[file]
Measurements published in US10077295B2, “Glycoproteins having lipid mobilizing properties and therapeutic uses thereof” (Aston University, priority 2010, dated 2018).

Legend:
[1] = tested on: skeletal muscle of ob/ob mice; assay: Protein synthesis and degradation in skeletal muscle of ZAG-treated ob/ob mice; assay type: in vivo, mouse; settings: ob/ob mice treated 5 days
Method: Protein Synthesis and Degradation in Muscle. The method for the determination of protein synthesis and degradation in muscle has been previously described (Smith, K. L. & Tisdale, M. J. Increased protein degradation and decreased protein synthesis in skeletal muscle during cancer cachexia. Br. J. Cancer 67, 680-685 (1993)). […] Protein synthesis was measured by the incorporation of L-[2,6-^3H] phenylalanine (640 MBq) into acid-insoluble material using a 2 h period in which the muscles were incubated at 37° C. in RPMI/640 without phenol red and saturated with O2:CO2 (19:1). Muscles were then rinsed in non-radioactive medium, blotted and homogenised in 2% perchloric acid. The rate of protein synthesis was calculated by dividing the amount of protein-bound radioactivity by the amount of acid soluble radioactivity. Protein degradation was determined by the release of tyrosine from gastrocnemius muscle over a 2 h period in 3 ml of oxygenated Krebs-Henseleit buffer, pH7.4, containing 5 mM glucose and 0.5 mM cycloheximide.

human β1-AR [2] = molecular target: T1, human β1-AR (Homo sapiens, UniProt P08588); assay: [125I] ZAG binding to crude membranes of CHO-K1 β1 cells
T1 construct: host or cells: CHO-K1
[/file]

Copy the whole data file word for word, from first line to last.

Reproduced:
Measurements published in US10077295B2, “Glycoproteins having lipid mobilizing properties and therapeutic uses thereof” (Aston University, priority 2010, dated 2018).

Legend:
[1] = tested on: skeletal muscle of ob/ob mice; assay: Protein synthesis and degradation in skeletal muscle of ZAG-treated ob/ob mice; assay type: in vivo, mouse; settings: ob/ob mice treated 5 days
Method: Protein Synthesis and Degradation in Muscle. The method for the determination of protein synthesis and degradation in muscle has been previously described (Smith, K. L. & Tisdale, M. J. Increased protein degradation and decreased protein synthesis in skeletal muscle during cancer cachexia. Br. J. Cancer 67, 680-685 (1993)). […] Protein synthesis was measured by the incorporation of L-[2,6-^3H] phenylalanine (640 MBq) into acid-insoluble material using a 2 h period in which the muscles were incubated at 37° C. in RPMI/640 without phenol red and saturated with O2:CO2 (19:1). Muscles were then rinsed in non-radioactive medium, blotted and homogenised in 2% perchloric acid. The rate of protein synthesis was calculated by dividing the amount of protein-bound radioactivity by the amount of acid soluble radioactivity. Protein degradation was determined by the release of tyrosine from gastrocnemius muscle over a 2 h period in 3 ml of oxygenated Krebs-Henseleit buffer, pH7.4, containing 5 mM glucose and 0.5 mM cycloheximide.

human β1-AR [2] = molecular target: T1, human β1-AR (Homo sapiens, UniProt P08588); assay: [125I] ZAG binding to crude membranes of CHO-K1 β1 cells
T1 construct: host or cells: CHO-K1